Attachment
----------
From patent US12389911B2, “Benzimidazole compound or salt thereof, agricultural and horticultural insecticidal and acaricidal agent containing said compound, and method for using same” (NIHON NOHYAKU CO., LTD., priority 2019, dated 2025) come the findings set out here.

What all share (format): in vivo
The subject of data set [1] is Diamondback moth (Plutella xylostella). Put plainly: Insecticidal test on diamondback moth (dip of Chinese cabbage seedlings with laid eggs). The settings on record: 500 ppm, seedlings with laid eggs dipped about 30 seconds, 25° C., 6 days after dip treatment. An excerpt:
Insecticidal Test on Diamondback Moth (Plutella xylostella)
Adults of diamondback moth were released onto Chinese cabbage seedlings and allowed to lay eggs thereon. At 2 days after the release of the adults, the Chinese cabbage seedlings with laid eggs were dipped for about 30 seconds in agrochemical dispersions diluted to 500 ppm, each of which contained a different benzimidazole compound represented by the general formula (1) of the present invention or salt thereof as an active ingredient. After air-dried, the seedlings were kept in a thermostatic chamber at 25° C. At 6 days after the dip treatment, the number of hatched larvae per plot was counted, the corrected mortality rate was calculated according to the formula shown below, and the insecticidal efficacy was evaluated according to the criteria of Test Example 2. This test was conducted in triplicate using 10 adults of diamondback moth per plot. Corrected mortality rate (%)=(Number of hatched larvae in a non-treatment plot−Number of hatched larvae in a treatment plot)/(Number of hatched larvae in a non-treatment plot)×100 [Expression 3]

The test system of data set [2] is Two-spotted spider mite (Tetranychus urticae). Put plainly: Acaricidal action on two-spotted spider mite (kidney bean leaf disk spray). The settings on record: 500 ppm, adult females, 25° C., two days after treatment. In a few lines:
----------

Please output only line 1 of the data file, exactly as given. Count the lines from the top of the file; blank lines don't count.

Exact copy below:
From patent US12389911B2, “Benzimidazole compound or salt thereof, agricultural and horticultural insecticidal and acaricidal agent containing said compound, and method for using same” (NIHON NOHYAKU CO., LTD., priority 2019, dated 2025) come the findings set out here.